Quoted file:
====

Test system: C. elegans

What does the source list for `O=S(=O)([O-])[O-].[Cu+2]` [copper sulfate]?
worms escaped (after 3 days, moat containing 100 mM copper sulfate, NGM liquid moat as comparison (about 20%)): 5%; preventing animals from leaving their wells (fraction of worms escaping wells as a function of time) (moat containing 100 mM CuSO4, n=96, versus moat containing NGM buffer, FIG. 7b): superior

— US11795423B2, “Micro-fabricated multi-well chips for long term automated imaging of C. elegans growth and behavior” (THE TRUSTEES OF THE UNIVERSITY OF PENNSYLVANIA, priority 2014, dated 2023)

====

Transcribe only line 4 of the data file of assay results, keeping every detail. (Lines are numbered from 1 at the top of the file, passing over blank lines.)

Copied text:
— US11795423B2, “Micro-fabricated multi-well chips for long term automated imaging of C. elegans growth and behavior” (THE TRUSTEES OF THE UNIVERSITY OF PENNSYLVANIA, priority 2014, dated 2023)